Since the early days of pioneering games like Pong and Pac-Man, computer games have grown dramatically more complex and sophisticated, not only in the fundamental mechanics of how they work, but also in their ability express ideas and address important topics.
In his new book, "How Pac-Man Eats" (MIT Press, December 2020), Noah Wardrip-Fruin argues that these two aspects of games are intrinsically linked, and that a new game can fail if there is a mismatch between the game's mechanics and its theme.
"One of the big questions is how we can make games that are about things like social or political or personal topics, given the limited vocabulary for how games can work," said Wardrip-Fruin, a professor of computational media at UC Santa Cruz.
In the new book, he shows how game developers build playable models using a vocabulary of what he calls "operational logics." He then explores what kinds of themes can be addressed with different kinds of playable models.
"I talk about some failed examples, like a version of Tetris that was about slavery, or a version of Monopoly about a boy band," Wardrip-Fruin said. "If there's no relationship between how the game is played and its theme, it doesn't work, but many people, including some game makers, don't seem to be able to look at the system of a game and think about what that system can express."
The relationship between the underlying system and the theme can be relatively direct, but it can also be powerfully metaphorical, he explained. "It's something that artificial intelligence would have a hard time with, because it's hard to predict metaphorical uses," he said. "It's a feat of creativity."
The book's title refers to what was at the time a breakthrough in the metaphorical use of game mechanics, although now it seems so obvious it's hard to recognize how innovative it was. One of the fundamental elements in the vocabulary of game mechanics is collision, which was used effectively in the early videogame Pong to bounce a ball back and forth between two paddles. Pac-Man introduced a new approach, expanding the use of collision to "mean" consuming something, as Pac-Man eats pellets scattered around a maze.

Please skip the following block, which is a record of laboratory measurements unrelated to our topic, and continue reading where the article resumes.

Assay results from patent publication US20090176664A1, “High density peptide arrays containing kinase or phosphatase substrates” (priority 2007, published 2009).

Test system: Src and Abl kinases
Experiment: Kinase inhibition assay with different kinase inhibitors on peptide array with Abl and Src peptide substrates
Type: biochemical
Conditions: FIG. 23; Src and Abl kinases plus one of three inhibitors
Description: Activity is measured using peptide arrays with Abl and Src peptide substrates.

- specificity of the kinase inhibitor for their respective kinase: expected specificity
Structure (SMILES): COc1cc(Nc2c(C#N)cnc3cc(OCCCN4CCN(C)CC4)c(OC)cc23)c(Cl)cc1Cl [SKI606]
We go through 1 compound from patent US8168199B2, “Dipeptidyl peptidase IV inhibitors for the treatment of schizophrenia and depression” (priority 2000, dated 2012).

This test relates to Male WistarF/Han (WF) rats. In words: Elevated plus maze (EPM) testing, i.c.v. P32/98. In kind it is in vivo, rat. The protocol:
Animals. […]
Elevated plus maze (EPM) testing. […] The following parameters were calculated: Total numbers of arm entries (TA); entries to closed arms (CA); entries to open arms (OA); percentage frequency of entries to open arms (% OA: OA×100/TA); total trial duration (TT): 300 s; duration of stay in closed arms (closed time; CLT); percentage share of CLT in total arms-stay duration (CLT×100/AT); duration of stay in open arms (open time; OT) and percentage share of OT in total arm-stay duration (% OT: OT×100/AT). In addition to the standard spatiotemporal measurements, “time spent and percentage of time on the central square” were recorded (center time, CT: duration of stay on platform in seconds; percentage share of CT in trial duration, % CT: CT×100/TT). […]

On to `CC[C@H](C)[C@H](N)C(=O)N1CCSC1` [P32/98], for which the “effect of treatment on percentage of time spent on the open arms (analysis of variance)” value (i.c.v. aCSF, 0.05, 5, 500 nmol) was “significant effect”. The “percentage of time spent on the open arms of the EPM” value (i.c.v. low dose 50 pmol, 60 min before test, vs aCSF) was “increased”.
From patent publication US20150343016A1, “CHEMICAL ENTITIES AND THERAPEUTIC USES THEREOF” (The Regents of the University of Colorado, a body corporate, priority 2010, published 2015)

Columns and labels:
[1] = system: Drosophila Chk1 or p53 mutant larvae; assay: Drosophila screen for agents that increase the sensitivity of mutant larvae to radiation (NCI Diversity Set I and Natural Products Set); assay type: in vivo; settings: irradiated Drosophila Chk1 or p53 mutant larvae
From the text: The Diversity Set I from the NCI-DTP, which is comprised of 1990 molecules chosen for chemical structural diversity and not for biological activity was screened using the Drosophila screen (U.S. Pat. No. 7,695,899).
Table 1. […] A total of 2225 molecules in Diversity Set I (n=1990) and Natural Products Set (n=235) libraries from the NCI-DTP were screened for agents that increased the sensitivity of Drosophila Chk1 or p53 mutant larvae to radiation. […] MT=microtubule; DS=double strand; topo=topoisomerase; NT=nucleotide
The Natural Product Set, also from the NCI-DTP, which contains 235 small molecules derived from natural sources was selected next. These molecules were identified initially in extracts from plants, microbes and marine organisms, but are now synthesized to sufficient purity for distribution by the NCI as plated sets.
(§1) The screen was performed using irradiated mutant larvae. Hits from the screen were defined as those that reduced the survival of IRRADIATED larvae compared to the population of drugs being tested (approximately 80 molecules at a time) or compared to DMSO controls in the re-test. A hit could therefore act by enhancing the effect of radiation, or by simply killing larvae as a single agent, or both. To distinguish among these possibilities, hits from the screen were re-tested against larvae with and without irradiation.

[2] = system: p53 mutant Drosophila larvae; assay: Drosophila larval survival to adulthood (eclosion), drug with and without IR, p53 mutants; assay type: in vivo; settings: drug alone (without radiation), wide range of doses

"At the time, that was a big deal, but now we can barely see it as anything special," Wardrip-Fruin said. "In more recent games, collision is used to mean many different things. Another common element is resource logic, like the use of money in Monopoly, which has been used in other games to say different things about how resources exist in our world."
The book describes strategies game creators use to expand what can be said through games, with examples drawn from indie games, art games, and research games that address themes ranging from border policy to gender transition. These include Papers, Please, which illustrates expansive uses of pattern matching; Prom Week, for which the game's developers at UCSC created a model of social volition to enable richer relationships between characters; and Dys4ia, which demonstrates a design approach that supports game metaphors of high complexity.
Wardrip-Fruin is codirector of the Expressive Intelligence Studio at UC Santa Cruz. His previous book, also from MIT Press, is "Expressive Processing: Digital Fictions, Computer Games, and Software Studies."
Provided by University of California - Santa Cruz